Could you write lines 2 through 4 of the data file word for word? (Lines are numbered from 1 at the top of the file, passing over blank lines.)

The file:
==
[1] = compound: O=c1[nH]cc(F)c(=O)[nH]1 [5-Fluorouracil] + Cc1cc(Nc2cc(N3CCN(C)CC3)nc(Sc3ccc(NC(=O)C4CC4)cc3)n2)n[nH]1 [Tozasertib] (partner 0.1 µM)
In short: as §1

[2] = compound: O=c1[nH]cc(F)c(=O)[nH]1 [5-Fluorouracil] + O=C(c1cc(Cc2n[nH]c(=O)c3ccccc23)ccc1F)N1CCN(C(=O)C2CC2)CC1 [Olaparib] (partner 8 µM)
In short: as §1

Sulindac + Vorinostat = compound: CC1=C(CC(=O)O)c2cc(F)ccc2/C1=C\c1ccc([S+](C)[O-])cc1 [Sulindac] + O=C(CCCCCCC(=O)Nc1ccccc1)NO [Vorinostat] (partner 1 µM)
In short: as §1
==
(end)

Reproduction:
In short: as §1

[2] = compound: O=c1[nH]cc(F)c(=O)[nH]1 [5-Fluorouracil] + O=C(c1cc(Cc2n[nH]c(=O)c3ccccc23)ccc1F)N1CCN(C(=O)C2CC2)CC1 [Olaparib] (partner 8 µM)
In short: as §1